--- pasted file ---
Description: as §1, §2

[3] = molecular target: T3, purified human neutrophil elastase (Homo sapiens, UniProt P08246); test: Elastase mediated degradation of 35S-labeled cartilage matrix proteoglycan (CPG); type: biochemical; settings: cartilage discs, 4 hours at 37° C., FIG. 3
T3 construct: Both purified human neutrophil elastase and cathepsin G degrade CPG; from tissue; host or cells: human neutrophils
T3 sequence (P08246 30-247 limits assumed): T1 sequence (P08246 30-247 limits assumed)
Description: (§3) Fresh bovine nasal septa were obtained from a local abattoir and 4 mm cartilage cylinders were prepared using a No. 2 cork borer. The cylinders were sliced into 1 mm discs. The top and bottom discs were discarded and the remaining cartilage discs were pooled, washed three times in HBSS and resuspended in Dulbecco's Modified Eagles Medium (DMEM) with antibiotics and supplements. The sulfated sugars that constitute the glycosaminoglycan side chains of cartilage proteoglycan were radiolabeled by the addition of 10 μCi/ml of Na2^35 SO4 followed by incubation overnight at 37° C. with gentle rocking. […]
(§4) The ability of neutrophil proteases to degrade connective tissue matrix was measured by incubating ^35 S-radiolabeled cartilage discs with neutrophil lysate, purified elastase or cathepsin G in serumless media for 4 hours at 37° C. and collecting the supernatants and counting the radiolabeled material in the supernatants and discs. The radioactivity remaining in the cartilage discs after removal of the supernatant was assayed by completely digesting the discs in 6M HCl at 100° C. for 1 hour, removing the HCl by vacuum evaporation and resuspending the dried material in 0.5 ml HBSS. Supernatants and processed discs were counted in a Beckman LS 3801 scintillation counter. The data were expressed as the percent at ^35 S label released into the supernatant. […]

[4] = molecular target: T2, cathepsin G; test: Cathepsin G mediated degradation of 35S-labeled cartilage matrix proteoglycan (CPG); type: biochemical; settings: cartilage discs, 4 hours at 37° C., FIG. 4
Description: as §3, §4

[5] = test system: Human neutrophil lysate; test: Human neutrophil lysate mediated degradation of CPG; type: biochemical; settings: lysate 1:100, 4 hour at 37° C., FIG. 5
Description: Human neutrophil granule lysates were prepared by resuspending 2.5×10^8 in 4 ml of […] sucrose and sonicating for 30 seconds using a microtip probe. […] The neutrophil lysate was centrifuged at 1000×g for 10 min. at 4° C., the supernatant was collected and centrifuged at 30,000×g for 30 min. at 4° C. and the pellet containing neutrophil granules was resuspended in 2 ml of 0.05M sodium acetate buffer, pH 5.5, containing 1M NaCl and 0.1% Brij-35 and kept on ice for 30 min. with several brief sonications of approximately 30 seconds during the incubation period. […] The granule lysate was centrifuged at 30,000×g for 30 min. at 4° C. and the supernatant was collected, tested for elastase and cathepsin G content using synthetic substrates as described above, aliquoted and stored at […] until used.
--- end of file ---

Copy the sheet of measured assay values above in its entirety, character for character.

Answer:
Description: as §1, §2

[3] = molecular target: T3, purified human neutrophil elastase (Homo sapiens, UniProt P08246); test: Elastase mediated degradation of 35S-labeled cartilage matrix proteoglycan (CPG); type: biochemical; settings: cartilage discs, 4 hours at 37° C., FIG. 3
T3 construct: Both purified human neutrophil elastase and cathepsin G degrade CPG; from tissue; host or cells: human neutrophils
T3 sequence (P08246 30-247 limits assumed): T1 sequence (P08246 30-247 limits assumed)
Description: (§3) Fresh bovine nasal septa were obtained from a local abattoir and 4 mm cartilage cylinders were prepared using a No. 2 cork borer. The cylinders were sliced into 1 mm discs. The top and bottom discs were discarded and the remaining cartilage discs were pooled, washed three times in HBSS and resuspended in Dulbecco's Modified Eagles Medium (DMEM) with antibiotics and supplements. The sulfated sugars that constitute the glycosaminoglycan side chains of cartilage proteoglycan were radiolabeled by the addition of 10 μCi/ml of Na2^35 SO4 followed by incubation overnight at 37° C. with gentle rocking. […]
(§4) The ability of neutrophil proteases to degrade connective tissue matrix was measured by incubating ^35 S-radiolabeled cartilage discs with neutrophil lysate, purified elastase or cathepsin G in serumless media for 4 hours at 37° C. and collecting the supernatants and counting the radiolabeled material in the supernatants and discs. The radioactivity remaining in the cartilage discs after removal of the supernatant was assayed by completely digesting the discs in 6M HCl at 100° C. for 1 hour, removing the HCl by vacuum evaporation and resuspending the dried material in 0.5 ml HBSS. Supernatants and processed discs were counted in a Beckman LS 3801 scintillation counter. The data were expressed as the percent at ^35 S label released into the supernatant. […]

[4] = molecular target: T2, cathepsin G; test: Cathepsin G mediated degradation of 35S-labeled cartilage matrix proteoglycan (CPG); type: biochemical; settings: cartilage discs, 4 hours at 37° C., FIG. 4
Description: as §3, §4

[5] = test system: Human neutrophil lysate; test: Human neutrophil lysate mediated degradation of CPG; type: biochemical; settings: lysate 1:100, 4 hour at 37° C., FIG. 5
Description: Human neutrophil granule lysates were prepared by resuspending 2.5×10^8 in 4 ml of […] sucrose and sonicating for 30 seconds using a microtip probe. […] The neutrophil lysate was centrifuged at 1000×g for 10 min. at 4° C., the supernatant was collected and centrifuged at 30,000×g for 30 min. at 4° C. and the pellet containing neutrophil granules was resuspended in 2 ml of 0.05M sodium acetate buffer, pH 5.5, containing 1M NaCl and 0.1% Brij-35 and kept on ice for 30 min. with several brief sonications of approximately 30 seconds during the incubation period. […] The granule lysate was centrifuged at 30,000×g for 30 min. at 4° C. and the supernatant was collected, tested for elastase and cathepsin G content using synthetic substrates as described above, aliquoted and stored at […] until used.